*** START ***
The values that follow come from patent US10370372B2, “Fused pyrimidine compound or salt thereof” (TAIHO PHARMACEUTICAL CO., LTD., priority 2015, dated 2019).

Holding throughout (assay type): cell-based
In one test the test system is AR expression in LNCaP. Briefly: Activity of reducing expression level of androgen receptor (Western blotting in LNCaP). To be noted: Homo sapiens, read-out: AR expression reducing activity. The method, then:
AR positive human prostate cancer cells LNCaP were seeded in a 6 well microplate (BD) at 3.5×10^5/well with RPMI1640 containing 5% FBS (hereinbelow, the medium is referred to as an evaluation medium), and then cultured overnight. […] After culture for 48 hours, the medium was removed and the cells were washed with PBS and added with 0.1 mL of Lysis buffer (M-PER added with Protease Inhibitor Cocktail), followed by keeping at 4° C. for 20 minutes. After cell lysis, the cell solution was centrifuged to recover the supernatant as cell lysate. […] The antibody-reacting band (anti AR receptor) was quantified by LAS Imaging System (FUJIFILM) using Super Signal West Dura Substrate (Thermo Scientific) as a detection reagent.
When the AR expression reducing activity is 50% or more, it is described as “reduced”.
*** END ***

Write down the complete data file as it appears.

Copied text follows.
The values that follow come from patent US10370372B2, “Fused pyrimidine compound or salt thereof” (TAIHO PHARMACEUTICAL CO., LTD., priority 2015, dated 2019).

Holding throughout (assay type): cell-based
In one test the test system is AR expression in LNCaP. Briefly: Activity of reducing expression level of androgen receptor (Western blotting in LNCaP). To be noted: Homo sapiens, read-out: AR expression reducing activity. The method, then:
AR positive human prostate cancer cells LNCaP were seeded in a 6 well microplate (BD) at 3.5×10^5/well with RPMI1640 containing 5% FBS (hereinbelow, the medium is referred to as an evaluation medium), and then cultured overnight. […] After culture for 48 hours, the medium was removed and the cells were washed with PBS and added with 0.1 mL of Lysis buffer (M-PER added with Protease Inhibitor Cocktail), followed by keeping at 4° C. for 20 minutes. After cell lysis, the cell solution was centrifuged to recover the supernatant as cell lysate. […] The antibody-reacting band (anti AR receptor) was quantified by LAS Imaging System (FUJIFILM) using Super Signal West Dura Substrate (Thermo Scientific) as a detection reagent.
When the AR expression reducing activity is 50% or more, it is described as “reduced”.